How I learned to respect my family’s belief in Santeria

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As an 8-year-old child growing up in El Paso, I would frequently attend colorful family backyard barbeques that featured a small room lined with a row of chairs facing a table laid out with tiny cups and unusual statues of saints and Afro-Cuban dieties. In addition to enjoying the traditional barbeque food like hamburgers and hotdogs, my grandparents also served spicy black beans and rice, a dish they had learned to make when they visited Cuba some years ago.

Confused by the strange rituals I witnessed at these every-other-week family cookouts, which were far different from what I experienced at the Catholic church I attended with my parents on Sundays, I tended to keep my distance from the adults and instead spent my time running around the yard playing with my cousins.

I didn’t pay much attention to why, at the family reunions, my grandparents and other relatives chanted in an unfamiliar language and dressed all in white. As a young Catholic, Mexican-American boy growing up in the U.S.-Mexico borderlands, all I understood was that the unfamiliar rituals were strange and foreign.

When I was 14 and a high school sophomore, I finally got up the nerve to ask one of my tias what religion my grandparents practiced. “Santeria,” she said, and went on to explain that, to her, the Afro Cuban practice is a sister to the Catholic religion.

Photo by Juan Corral

“We believe in the same beliefs, although we do a few things differently,” she said. “Other than going to church, we give ourselves spiritual cleanings. We believe in white magic and we believe in receiving our saints … all of which brings good energy, not only spiritually, but physically and mentally as well.”

Intrigued, I began to do a bit of research into Santeria, otherwise known as Regla de Ocha, which is defined as an Afro-Cuban religion. According to the BBC, the word Santeria comes from Spanish and loosely translates as devotion to the saints, or santos. Santeria, which is based on the beliefs of the African Yoruba people brought to Cuba as slaves hundreds of years ago, also incorporates some elements of Catholicism.

Santeria translates to the the way of the saints.

The religion includes many saints, or Orisha, of different powers and beliefs. For example, Oshún is the saint of love, beauty and femininity; Yemayá is similar to the Virgin Mary in Catholicism and brings unity within families. Changó represents justice and male beauty, along with passion and power.

I also learned that some people equate Santeria with witchcraft or brujeria, but according to religion experts this is a misunderstanding of the practice.

Recently, when I asked my grandparents, who met when they were both 36, how they came across this interesting religion they told me a very intriguing story. It turns out, my grandfather’s former wife had practiced black magic, and did not approve of her ex-husband’s new girlfriend, my now grandmother. The jealous ex wife began to use black magic practices against the couple, including placing unlit candles under their trailer, painting crosses in blood on the outside of their home, and discarding dead animals in the front yard.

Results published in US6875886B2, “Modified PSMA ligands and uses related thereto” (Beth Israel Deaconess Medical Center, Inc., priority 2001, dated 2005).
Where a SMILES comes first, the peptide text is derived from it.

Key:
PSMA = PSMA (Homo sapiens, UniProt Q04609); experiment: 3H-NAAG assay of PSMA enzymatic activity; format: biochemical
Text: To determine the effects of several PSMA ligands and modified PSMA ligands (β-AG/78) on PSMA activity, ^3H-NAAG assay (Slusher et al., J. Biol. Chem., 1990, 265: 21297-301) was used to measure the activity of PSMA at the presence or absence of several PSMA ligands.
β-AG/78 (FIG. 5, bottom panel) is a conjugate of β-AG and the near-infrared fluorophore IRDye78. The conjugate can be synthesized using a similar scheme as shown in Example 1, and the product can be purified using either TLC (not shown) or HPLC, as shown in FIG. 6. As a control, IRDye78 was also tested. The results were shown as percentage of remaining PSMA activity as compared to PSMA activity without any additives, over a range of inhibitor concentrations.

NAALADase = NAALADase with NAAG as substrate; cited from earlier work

At a loss on how to make the woman stop harrassing them, my grandma searched for someone who practiced Santeria white magic. They found a Santeria practicioner, an Indonesian man named Felipe, who taught them the practices. Eventually, the ex wife died.

Over the years my grandparents have delved further into Santeria. About 10-years-ago, they traveled to Cuba to receive what they call in Santeria their santos. To this day they continue to visit Cuba in June or July to be participate in various ceremonies. My grandfather will be going to Cuba this summer to become a Babalawo, a special ceremony to become a high priest. 

One intriguing aspect of Santeria is invoking the spirit of someone who has died, at a religious ceremony called a Misa Espiritual (Spiritual Mass). During these masses, the practitioner becomes a spirituista and channels the spirit of the deceased who then provides recipes, fortunes, and advice. 

Deciding whether or not to believe in another religion such as Santeria is totally up to the individual but respecting it is meaningful to those who practice it.

Another practice is a house cleanse, when a spiritual practitioner carries sage or yerbas, and starts at the front of the house, ending in the back of the house. The lit sage is wafted around the house, along with agua bendita (holy water) or agua florida. The liquids are used to clean the house of negative energies.

Although I have never followed the religion, I believe in my family. I believed the stories of those people whose lives they saved through the practice. Once, I went with my grandma and tias’ to a house cleaning where the atmosphere of the house felt heavy but as they walked through the house with the lit sage and sprinkled the water I could feel a change.

I realize now that what matters most to me and makes me feel proud is that my relatives are happy because they have poured their heart and soul into something they believe in.

I may not truly embrace the religion of Santeria like the rest of my famiily does, but I do respect it and them. 

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